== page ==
7. Zhou, Hebing; et al. (2016-06). "T cell receptor rearrangements in a patient with γ-heavy chain disease: A case report". Oncology Letters. 11 (6): 4147–4151. doi:10.3892/ol.2016.4515. ISSN 1792-1074. PMC 4888291. PMID 27313757. Check date values in: |date= (help)
  8. 8.0 8.1 Goossens, T.; et al. (1998-03-03). "Frequent occurrence of deletions and duplications during somatic hypermutation: implications for oncogene translocations and heavy chain disease". Proceedings of the National Academy of Sciences of the United States of America. 95 (5): 2463–2468. doi:10.1073/pnas.95.5.2463. ISSN 0027-8424. PMC 19376. PMID 9482908.CS1 maint: PMC format (link)
  9. Witzig, Thomas E.; et al. (2002-06). "Heavy chain disease". Current Treatment Options in Oncology. 3 (3): 247–254. doi:10.1007/s11864-002-0014-3. ISSN 1527-2729. PMID 12057070. Check date values in: |date= (help)
  10. O'Conor, G. T.; et al. (1985-02-01). "Gamma heavy chain disease: report of a case associated with trisomy of chromosome 7". Cancer Genetics and Cytogenetics. 15 (1–2): 1–5. doi:10.1016/0165-4608(85)90125-6. ISSN 0165-4608. PMID 3917846.
  11. Hamadeh, Fatima; et al. (2014-09). "Gamma heavy chain disease lacks the MYD88 L265p mutation associated with lymphoplasmacytic lymphoma". Haematologica. 99 (9): e154–155. doi:10.3324/haematol.2014.108688. ISSN 1592-8721. PMC 4562547. PMID 24859878. Check date values in: |date= (help)
  12. Alexander, A.; et al. (1988-10-XX). "Gamma heavy chain disease in man. Genomic sequence reveals two noncontiguous deletions in a single gene". The Journal of Clinical Investigation. 82 (4): 1244–1252. doi:10.1172/JCI113722. ISSN 0021-9738. PMC 442675. PMID 3139711. Check date values in: |date= (help)CS1 maint: PMC format (link)
  13. Mrosewski, Ingo; et al. (2020-01-01). "Gamma Heavy Chain Disease - Diagnostic Challenges in an Unusual Case and a Brief Synopsis of the Current Literature". Clinical Laboratory. 66 (1). doi:10.7754/Clin.Lab.2019.190623. ISSN 1433-6510. PMID 32013371 Check |pmid= value (help).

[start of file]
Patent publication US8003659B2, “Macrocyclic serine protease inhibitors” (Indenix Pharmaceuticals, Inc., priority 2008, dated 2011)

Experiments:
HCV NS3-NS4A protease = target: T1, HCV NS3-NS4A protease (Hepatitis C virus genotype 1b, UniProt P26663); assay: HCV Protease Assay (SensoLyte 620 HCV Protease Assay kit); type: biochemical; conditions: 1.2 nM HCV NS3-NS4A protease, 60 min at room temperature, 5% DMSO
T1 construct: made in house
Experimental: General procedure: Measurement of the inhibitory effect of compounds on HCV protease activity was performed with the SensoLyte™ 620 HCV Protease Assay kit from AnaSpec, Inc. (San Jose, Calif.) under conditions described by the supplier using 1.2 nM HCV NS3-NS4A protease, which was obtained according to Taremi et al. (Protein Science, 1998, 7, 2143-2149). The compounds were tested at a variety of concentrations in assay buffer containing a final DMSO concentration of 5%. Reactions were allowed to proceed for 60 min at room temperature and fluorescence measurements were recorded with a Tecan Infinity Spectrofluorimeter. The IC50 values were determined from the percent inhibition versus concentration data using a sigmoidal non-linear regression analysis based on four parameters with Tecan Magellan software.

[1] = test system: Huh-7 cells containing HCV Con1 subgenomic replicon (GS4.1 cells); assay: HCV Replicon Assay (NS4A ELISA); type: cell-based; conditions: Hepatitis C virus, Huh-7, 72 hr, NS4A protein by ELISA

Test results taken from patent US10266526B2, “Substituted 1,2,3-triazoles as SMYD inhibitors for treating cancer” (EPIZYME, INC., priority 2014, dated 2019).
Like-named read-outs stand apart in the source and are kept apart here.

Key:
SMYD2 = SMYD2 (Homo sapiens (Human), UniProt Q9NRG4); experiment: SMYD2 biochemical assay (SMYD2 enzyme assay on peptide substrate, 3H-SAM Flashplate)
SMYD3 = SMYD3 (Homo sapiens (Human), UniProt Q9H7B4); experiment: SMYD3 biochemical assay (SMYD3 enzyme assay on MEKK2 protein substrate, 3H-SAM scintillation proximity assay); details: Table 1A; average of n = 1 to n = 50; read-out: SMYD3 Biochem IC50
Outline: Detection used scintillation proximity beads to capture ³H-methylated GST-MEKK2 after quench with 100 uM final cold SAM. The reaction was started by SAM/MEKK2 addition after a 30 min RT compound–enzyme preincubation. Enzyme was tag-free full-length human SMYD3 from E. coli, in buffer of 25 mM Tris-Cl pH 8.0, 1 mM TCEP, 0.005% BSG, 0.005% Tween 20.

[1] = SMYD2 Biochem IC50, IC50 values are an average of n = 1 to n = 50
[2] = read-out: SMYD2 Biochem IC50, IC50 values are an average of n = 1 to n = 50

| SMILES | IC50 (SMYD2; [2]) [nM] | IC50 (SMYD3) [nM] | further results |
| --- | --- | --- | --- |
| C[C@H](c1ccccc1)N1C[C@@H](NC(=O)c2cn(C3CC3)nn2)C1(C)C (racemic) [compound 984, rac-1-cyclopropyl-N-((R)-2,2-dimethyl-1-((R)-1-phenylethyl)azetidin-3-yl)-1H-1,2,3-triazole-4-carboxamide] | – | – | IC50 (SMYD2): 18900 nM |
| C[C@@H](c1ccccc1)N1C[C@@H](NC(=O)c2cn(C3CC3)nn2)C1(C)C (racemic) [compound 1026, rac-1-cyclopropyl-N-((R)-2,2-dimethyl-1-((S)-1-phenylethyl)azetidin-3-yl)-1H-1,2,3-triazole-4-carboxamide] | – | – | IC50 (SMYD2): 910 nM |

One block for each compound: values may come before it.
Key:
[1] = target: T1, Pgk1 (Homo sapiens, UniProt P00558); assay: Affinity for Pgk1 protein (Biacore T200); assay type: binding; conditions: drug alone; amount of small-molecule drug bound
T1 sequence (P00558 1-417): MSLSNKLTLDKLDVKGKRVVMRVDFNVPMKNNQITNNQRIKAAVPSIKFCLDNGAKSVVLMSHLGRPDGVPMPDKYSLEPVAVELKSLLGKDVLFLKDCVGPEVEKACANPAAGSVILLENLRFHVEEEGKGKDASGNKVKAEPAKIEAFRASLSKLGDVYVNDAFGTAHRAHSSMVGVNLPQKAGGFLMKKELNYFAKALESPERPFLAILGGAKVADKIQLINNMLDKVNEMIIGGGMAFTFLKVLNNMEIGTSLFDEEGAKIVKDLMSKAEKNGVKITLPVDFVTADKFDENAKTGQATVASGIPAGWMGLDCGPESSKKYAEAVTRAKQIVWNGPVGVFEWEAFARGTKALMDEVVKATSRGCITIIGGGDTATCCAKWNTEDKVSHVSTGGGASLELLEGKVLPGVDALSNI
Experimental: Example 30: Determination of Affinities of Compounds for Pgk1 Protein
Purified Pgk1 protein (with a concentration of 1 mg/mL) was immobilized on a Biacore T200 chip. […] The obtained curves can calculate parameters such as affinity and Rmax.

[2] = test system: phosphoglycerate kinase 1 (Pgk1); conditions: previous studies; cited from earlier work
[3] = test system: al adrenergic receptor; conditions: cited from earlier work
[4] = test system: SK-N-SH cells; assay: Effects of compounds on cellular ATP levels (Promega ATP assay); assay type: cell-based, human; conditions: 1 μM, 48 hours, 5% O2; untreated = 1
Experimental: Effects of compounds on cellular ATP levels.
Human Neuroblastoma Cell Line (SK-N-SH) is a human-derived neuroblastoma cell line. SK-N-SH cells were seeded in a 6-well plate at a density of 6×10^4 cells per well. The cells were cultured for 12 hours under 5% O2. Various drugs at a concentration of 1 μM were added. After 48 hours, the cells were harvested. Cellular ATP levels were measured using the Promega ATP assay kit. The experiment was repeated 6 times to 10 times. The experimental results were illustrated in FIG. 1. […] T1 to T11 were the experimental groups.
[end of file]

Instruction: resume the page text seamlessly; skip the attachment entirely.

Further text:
14. Thoren, Katie L.; et al. (2020-03). "Identification of gamma heavy chain disease using MALDI-TOF mass spectrometry". Clinical Biochemistry. 77: 57–61. doi:10.1016/j.clinbiochem.2019.12.010. ISSN 1873-2933. PMC 7046309 Check |pmc= value (help). PMID 31884198. Check date values in: |date= (help)
  15. Ho, Y. H.; et al. (2014-08). "Gamma heavy chain disease: cytological diagnosis of a rare lymphoid malignancy facilitated by correlation with key laboratory findings". Cytopathology: Official Journal of the British Society for Clinical Cytology. 25 (4): 270–273. doi:10.1111/cyt.12126. ISSN 1365-2303. PMID 25180407. Check date values in: |date= (help)
  16. 16.0 16.1 Singer, Sara; et al. (2020-08). "Heavy Lifting: Nomenclature and Novel Therapy for Gamma Heavy Chain Disease and Other Heavy Chain Disorders". Clinical Lymphoma, Myeloma & Leukemia. 20 (8): 493–498. doi:10.1016/j.clml.2020.02.020. ISSN 2152-2669. PMID 32245744 Check |pmid= value (help). Check date values in: |date= (help)

Notes